Memorial Day Offer

Discover your mystery discount!

Catskill Mountains

Geography and Climate – Located approximately 100 miles north-northwest of New York City – Extends into Greene, Ulster, Delaware, Sullivan, and Schoharie counties – Eastern […]

« Back to Glossary Index

Geography and Climate
– Located approximately 100 miles north-northwest of New York City
– Extends into Greene, Ulster, Delaware, Sullivan, and Schoharie counties
– Eastern boundary marked by Catskill Escarpment
– Contains over 30 peaks above 3,500 feet
– Climatically part of the Allegheny Highlands forests ecoregion
– Catskill Mountains have a warm summer humid continental climate
– Plant hardiness zones vary with elevation
– Average annual extreme minimum temperatures differ across locations
– Average precipitation ranges from 2.5 to 4 inches monthly
– Average relative humidity varies throughout the year

History and Etymology
– Catskill Mountains named by Dutch settlers
– Known for being a setting in films and art
– Favored vacation destination for New York City residents
– Haven for artists, musicians, and writers
– Many large resorts providing opportunities for comedians
– Named after the local band of Lenape Native Americans
– Name possibly related to the presence of mountain lions
– Variants of the name include Kaatskill and Kaaterskill
– Onteora used as a Native American name for the range
– Onteora also used for a school district and Boy Scout camp

Recreation
– The Borscht Belt was a popular vacation destination for Jewish New Yorkers in the mid-20th century
– About 500 resorts operated in the Catskills region at the peak of its popularity
– Changes in vacationing patterns have led most travelers elsewhere, but some bungalow communities and summer camps still cater to Orthodox populations
– Aquatic sports and recreation include tubing on the Esopus Creek, known for its 270-degree turn around Panther Mountain
– River canoeing, kayaking, and fly fishing are popular activities in the region

Outdoor Activities
– Road and mountain biking are popular in the Catskills, with events like the Tour of the Catskills and the UCI Mountain Bike World Cup
– Cycling resources include the Catskill Scenic Trail, Headwaters Trails, and the Roundtopia trail network
– Several ski centers offer downhill mountain biking in warmer months
– Catskill Park covers over 700,000 acres and is part of New York’s Forest Preserve
– Trails in public areas are maintained by organizations like the New York–New Jersey Trail Conference
– Hiking trails like Devils Path are popular, and camping spots include Bear Spring Mountain and North-South Lake

Transportation and Pop Culture
– The Catskill Mountain Branch of the Ulster and Delaware Railroad served the northern part of the Catskills from 1872
– The New York, Ontario and Western Railway served the southern part of the Catskills until 1953
– The Delaware and Ulster Railroad and Catskill Mountain Railroad are heritage railroads in the region
– The Catskills are accessible by automobile via Interstate 87/New York State Thruway and other highways
– The Catskills are featured in works of fiction like Rip Van Winkle and My Side of the Mountain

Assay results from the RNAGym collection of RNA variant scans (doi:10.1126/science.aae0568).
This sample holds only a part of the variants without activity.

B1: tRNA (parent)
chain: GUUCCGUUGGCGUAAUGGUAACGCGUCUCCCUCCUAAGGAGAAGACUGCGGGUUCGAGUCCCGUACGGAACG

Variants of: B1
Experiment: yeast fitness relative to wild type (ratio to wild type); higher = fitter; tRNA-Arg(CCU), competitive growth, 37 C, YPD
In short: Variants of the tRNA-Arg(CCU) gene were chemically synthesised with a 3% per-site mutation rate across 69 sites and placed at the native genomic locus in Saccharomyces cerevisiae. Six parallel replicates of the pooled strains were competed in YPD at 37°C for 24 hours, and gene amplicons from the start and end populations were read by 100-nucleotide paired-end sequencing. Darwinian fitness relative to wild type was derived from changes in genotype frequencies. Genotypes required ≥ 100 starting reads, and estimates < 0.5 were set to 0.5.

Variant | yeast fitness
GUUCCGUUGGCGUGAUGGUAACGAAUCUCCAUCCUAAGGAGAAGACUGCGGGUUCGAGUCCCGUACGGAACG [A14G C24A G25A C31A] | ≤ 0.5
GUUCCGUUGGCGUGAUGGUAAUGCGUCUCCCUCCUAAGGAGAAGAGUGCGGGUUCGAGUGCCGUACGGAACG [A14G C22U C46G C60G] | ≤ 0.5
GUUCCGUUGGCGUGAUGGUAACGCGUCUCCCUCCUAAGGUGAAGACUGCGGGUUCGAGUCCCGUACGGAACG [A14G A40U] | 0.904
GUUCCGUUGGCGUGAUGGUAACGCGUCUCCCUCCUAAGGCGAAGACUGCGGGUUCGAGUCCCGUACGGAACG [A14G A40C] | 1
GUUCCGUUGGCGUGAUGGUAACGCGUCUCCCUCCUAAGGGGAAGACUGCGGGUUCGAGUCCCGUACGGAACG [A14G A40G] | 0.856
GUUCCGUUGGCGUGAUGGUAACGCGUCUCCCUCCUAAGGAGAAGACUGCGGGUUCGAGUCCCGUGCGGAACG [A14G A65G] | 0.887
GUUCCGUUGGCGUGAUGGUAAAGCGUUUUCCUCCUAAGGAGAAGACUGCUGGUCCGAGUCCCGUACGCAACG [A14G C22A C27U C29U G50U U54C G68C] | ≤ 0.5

– The famous Woodstock music festival took place in the town of Bethel in 1969
– Catskill hotels played a significant role in the development of modern stand-up comedy
– More than three dozen films are set in the Catskills

Catskill Mountains (Wikipedia)

The Catskill Mountains, also known as the Catskills, are a physiographic province and subrange of the larger Appalachian Mountains, located in southeastern New York. As a cultural and geographic region, the Catskills are generally defined as those areas close to or within the borders of the Catskill Park, a 700,000-acre (2,800 km2) forest preserve protected from many forms of development under New York state law.

Catskill Mountains
Slide Mountain and nearby peaks as seen from Twin Mountain in the northern Catskills
Highest point
PeakSlide Mountain
Elevation4,180 ft (1,270 m)
Coordinates41°59′55″N 74°23′11″W / 41.99861°N 74.38639°W / 41.99861; -74.38639
Dimensions
Length111 mi (179 km) N/S
Width102 mi (164 km) E/W
Area15,259 km2 (5,892 sq mi)
Geography
Main regions of the northeast Appalachians, with the Catskills as "C"
CountryUnited States
StateNew York
RegionHudson Valley, Southern Tier, Mohawk Valley
CountiesDelaware, Greene, Schoharie, Sullivan and Ulster
RiversEsopus Creek, Neversink River, Rondout Creek and Schoharie Creek
CommunitiesEllenville, Fleischmanns, Hunter, Liberty, Margaretville, Hancock, New York, Palenville, Phoenicia, Shandaken, Shokan, Tannersville, Wawarsing, Windham and Woodstock
Parent rangeAppalachian (Allegheny Plateau)
Borders onPoconos, Shawangunk Ridge, Hudson Valley, Great Appalachian Valley and Mohawk Valley
Geology
Age of rockDevonian and Mississippian
Type of rockSedimentary

Geologically, the Catskills are a mature dissected plateau, a flat region subsequently uplifted and eroded into sharp relief by watercourses. The Catskills form the northeastern end of the Allegheny Plateau (also known as the Appalachian Plateau).

The Catskills were named by early Dutch settlers. They are well known in American society as the setting for films and works of art, including many 19th-century Hudson River School paintings, as well as for being a favored destination for vacationers from New York City in the mid-20th century. The region's many large resorts gave many young stand-up comedians an opportunity to hone their craft. Since the late 19th century, the Catskills have been a haven for artists, musicians and writers, especially in and around the towns of Woodstock and Phoenicia.

« Back to Glossary Index
This site uses cookies to offer you a better browsing experience. By browsing this website, you agree to our use of cookies.